Best and Worst of 2021



First Place:            Firekeeper's Daughter        
Angeline Boulley

In this #OwnVoices mid-2000s crime thriller, Daunis dreams of college, where she can finally do more than straddle the line between her white mother and her native father, but before she can set out, Daunis witnesses a shocking murder that upsets the world as she knows it. Full of tough choices and very real stakes, Angeline Boulley creates a world both vibrant and tangible. Though it's a slow burn, this exploration of race, culture, and belonging is worth it in the end.

Runner-Up:         The Project                                           
Courtney Summers

In this contemporary psychological thriller, the accident took Lo's mother, her father, and most importantly, it took her sister Bea. But Bea is still alive. Not afraid to showcase a brutal reality or play tantalizing mind games with her audience, Summers creates an unsettlingly real set of sisters circa 2017. Though the voice is older than most YA narrators and tends a bit toward the pessimistic, the chilling turns of this psycho thriller will keep readers on their toes.

Runner-Up:         A Lesson In Vengeance                       
Victoria Lee

In this contemporary dark academia, Felicity and Ellis go a bit too far to keep the ghosts of boarding school girls past at bay. Full of a love for literary analysis, Lee dives deep into the dark world of academia with a particularly astute awareness of the conventions and expectations she overturns. Though the pretention is high and the supervision is predictably lax at this boarding school, the twisting nature of the truth nonetheless casts an unsettling haze over it all.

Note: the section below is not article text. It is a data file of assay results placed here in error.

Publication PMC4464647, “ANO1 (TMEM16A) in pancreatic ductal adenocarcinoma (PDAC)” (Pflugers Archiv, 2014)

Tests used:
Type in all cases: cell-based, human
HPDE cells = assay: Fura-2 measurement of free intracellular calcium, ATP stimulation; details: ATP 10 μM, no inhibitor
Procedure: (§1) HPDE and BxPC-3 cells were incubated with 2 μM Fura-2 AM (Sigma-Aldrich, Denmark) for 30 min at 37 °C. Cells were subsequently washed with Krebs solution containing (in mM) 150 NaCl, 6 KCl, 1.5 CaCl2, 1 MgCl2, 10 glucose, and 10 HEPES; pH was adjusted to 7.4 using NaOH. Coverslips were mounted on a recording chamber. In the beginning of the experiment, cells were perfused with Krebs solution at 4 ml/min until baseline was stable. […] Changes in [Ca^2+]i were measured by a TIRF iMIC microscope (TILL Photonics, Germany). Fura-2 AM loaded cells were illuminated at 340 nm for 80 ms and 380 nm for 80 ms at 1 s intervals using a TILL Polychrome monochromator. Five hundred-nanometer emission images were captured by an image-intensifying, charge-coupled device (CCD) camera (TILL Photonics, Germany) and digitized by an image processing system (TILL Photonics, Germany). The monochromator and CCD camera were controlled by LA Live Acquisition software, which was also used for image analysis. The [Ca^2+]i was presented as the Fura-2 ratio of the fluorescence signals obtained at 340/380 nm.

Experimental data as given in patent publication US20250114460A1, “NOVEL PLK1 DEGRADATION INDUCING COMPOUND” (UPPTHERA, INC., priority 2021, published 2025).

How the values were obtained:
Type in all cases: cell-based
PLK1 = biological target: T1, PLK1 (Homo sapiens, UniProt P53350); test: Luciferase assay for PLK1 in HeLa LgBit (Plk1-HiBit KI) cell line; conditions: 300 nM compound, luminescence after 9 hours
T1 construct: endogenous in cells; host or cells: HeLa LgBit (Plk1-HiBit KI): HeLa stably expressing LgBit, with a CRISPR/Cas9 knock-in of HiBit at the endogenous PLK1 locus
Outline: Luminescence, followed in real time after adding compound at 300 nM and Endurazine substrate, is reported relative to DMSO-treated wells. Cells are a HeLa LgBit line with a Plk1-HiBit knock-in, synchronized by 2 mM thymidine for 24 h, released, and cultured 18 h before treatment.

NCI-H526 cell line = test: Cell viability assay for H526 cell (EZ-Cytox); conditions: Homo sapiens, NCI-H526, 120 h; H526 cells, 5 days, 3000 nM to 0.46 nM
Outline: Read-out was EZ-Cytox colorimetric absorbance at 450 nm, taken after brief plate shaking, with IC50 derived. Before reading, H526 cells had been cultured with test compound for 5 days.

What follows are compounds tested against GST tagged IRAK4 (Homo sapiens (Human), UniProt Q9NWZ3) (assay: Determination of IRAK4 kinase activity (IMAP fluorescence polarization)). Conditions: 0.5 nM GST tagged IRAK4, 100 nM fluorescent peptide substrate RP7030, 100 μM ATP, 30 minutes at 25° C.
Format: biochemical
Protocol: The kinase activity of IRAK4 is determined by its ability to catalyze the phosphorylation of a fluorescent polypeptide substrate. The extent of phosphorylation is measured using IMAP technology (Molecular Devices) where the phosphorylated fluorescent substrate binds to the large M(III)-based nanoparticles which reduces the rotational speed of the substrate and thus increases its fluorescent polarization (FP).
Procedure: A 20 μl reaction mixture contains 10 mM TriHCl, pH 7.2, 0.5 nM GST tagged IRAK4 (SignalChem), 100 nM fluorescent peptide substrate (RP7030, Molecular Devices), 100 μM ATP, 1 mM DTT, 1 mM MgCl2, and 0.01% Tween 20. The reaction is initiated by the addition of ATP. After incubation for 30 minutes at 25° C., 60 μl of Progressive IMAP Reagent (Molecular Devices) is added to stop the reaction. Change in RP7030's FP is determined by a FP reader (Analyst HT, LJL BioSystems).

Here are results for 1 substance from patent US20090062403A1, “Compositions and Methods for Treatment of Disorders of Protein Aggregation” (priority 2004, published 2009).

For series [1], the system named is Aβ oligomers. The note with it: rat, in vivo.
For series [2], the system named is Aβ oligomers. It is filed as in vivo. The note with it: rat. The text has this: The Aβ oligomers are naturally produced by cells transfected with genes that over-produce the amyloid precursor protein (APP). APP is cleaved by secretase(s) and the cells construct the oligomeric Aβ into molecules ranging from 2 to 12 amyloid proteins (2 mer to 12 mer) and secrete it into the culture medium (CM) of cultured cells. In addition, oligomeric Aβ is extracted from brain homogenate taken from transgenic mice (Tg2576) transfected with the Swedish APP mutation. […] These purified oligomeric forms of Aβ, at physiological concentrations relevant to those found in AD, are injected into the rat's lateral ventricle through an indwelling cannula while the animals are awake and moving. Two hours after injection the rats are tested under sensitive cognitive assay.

First Place:             Revenge of the Sluts                
Natalie Walton

In this invasive contemporary exposé, Eden Jeong needles and pries to get the scoop after seven high school girls have explicit photos shared with the student body. Complete with a cold, journalistic style and bad dialogue, Walton fails to create the uplifting and women-forward story this claims to be. Though this book sets out to tackle tough issues like revenge porn and systemic suppression of female sexuality, it ultimately proves to be violating instead of liberating. 

Runner-Up:           You've Reached Sam                            
Dustin Thao

In this supernatural contemporary grief narrative, Julie longs to hear her recently-passed boyfriend's voice one more time--and to her surprise, he picks up when she calls. Though this book has a solid concept, the repetitive conversations and lackluster prose make sure that it falls far short of its potential. The characters are too flat, the dialogue is too dull, and the italics are too abundant for this book to be more than a theoretical hit.

Runner-Up:             We Are the Fire        
Sam Taylor

In this sprawling second-world fantasy, alchemical soldiers Pran and Oksana start a fiery rebellion against the Empire. Though Taylor's book falls into a high fantasy void that desperately needs to be filled, the worldbuilding dwarfs the characters and plot. Readers are pummeled with terminology from the start, and an emotional disconnect between the reader and the characters grows into an overall disconnect from the story itself as the book goes on. 



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